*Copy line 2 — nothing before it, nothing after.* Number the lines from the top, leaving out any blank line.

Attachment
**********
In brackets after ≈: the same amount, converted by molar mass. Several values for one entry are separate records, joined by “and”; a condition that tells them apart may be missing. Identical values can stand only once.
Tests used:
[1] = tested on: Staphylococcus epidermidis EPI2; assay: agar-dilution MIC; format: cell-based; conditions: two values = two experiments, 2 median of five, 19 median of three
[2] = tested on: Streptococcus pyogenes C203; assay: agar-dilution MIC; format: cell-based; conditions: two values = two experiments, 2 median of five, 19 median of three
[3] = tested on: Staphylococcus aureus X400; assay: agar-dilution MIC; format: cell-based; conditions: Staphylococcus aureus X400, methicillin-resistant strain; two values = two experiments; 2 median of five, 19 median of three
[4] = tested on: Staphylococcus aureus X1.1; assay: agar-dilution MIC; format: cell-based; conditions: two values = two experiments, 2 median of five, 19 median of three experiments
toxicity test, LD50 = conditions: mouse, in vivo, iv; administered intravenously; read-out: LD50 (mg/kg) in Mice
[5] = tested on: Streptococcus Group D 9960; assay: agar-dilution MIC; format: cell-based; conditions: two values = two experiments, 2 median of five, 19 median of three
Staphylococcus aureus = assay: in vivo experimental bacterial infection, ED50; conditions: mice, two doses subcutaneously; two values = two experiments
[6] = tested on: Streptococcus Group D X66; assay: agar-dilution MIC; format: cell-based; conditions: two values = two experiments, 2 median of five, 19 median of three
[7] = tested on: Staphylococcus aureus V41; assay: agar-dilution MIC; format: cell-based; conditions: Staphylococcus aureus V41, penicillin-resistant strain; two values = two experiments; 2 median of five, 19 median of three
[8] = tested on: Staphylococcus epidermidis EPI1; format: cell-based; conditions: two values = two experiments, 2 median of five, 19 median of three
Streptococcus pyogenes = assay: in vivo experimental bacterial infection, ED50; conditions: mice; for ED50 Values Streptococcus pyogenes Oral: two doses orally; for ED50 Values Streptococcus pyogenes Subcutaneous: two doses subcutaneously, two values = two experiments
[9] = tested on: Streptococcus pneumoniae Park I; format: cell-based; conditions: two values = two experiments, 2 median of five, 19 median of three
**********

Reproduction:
Tests used: